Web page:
• Regulatory Arbitrage – Regulators could consider coordinating, discussing or aligning their regulatory activities and rules on retail structured products with other agencies outside and/or within their jurisdictions to reduce any inter- or intra- jurisdictional regulatory arbitrage. The issue of inter-jurisdictional arbitrage is especially important for an integrated market, such as the European Union, where retail structured products may be easily sold across borders. Regulators could also focus on intra-jurisdictional regulation to prevent products being offered via different product wrappers without the same degree of protection across instruments.
  • Investor Identification and Assessment – Regulators could consider requiring or encouraging product issuers to identify the investor type that they intend to focus on for a structured product and to take steps to highlight for distributors the target investors to reduce potential mis-selling. This proposal recognizes that suitability is not just an issue for distributors. If an issuer has a clear sense of the target investors, it may be more likely to design a distribution process to ensure the product ends up with the suitable investors. 
  • Financial Modeling – Regulators could consider requiring issuers to construct financial models that allow the performance of a structured product to be simulated using historical or hypothetical future market movements. Financial modeling could be used to assist issuers’ internal product approval by “stress-testing” the product’s performance in different scenarios and to improve product disclosure to investors. Modeling may help address concerns about information asymmetries and investor understanding of the product as long as investors do not place too much reliance on it.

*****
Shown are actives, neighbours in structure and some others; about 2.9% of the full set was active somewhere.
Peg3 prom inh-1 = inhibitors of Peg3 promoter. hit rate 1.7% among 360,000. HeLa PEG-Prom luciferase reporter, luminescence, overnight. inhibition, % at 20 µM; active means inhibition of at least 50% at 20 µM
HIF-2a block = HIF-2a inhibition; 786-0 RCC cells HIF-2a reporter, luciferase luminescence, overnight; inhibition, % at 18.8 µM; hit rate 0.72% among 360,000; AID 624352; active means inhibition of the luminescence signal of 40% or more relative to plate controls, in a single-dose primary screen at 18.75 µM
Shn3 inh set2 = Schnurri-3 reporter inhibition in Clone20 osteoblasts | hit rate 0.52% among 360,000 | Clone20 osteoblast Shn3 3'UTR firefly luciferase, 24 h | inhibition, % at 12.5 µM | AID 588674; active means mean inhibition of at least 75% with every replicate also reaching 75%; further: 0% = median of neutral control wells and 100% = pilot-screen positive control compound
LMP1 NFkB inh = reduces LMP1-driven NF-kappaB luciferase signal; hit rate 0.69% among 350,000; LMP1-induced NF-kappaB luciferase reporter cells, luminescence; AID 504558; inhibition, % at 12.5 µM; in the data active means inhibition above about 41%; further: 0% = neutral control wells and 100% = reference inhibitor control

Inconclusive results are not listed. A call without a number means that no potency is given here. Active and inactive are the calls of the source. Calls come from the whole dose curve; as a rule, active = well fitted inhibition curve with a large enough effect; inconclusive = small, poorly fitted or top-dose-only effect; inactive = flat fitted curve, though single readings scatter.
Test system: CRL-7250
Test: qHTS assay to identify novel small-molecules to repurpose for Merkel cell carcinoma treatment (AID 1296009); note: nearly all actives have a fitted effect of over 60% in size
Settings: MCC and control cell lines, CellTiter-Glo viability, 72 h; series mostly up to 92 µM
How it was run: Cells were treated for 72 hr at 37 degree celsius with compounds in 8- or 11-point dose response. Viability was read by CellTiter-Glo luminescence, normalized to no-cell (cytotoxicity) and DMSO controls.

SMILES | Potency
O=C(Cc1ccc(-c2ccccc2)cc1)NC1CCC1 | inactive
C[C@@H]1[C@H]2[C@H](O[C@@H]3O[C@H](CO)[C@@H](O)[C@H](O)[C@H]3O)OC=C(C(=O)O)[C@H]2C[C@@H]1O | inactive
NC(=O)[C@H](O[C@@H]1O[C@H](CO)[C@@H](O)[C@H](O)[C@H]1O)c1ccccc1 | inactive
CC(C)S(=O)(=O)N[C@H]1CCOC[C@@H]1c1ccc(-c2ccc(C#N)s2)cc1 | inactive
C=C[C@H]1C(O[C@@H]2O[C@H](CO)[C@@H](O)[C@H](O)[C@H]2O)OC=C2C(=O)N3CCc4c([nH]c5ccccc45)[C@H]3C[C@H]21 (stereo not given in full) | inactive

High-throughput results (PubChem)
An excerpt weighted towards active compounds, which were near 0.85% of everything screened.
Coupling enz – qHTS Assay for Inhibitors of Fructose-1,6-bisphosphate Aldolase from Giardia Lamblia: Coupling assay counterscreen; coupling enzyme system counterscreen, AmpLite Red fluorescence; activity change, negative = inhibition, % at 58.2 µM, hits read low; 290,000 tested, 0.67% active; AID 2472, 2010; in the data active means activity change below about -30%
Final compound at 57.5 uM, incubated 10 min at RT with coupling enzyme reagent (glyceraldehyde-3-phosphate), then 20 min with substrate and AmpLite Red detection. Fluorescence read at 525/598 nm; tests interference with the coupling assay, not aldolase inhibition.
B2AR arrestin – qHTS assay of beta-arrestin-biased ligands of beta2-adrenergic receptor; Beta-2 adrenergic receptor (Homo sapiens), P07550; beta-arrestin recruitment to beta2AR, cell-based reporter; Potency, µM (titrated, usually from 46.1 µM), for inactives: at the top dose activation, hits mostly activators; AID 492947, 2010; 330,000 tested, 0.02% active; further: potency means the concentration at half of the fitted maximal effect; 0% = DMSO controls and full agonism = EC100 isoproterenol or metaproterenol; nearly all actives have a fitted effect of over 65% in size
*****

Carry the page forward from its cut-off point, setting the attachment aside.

• Short-form Summary Disclosure – Regulators could consider requiring issuers to provide shortform summary disclosure, such as factsheets, separately or as a part of the offering documents to be made available to investors. The summary disclosure may also include comparisons with benchmarks and other similar products. This summary disclosure is similar in concept to the European key information document (KID). 
  • Costs and Fees – Regulators could consider requiring full disclosure of explicit and implicit fees and charges for each of the product components as well as the product itself to help investors compare different products.
  • Use of Fair Value Assessment – Regulators could consider requiring issuers to disclose to investors the estimated fair value of a retail structured product upon issuance to help investors compare this value with the price paid and the value of the product in the secondary market.3
  • Backtesting – Regulators could consider whether to require disclosure of any backtesting of a retail structured product based on its mathematical formula as long as such disclosure is not misleading. Backtesting over a long period of time could provide insight into how a product works in a particular economic or market environment.
  • Post-sale Practices – Regulators could consider requiring issuers or distributors to disseminate or make available to investors valuation information of their structured product during the life of the product and to perform regular product reviews.

The consultation report will close for comments on June 13, 2013.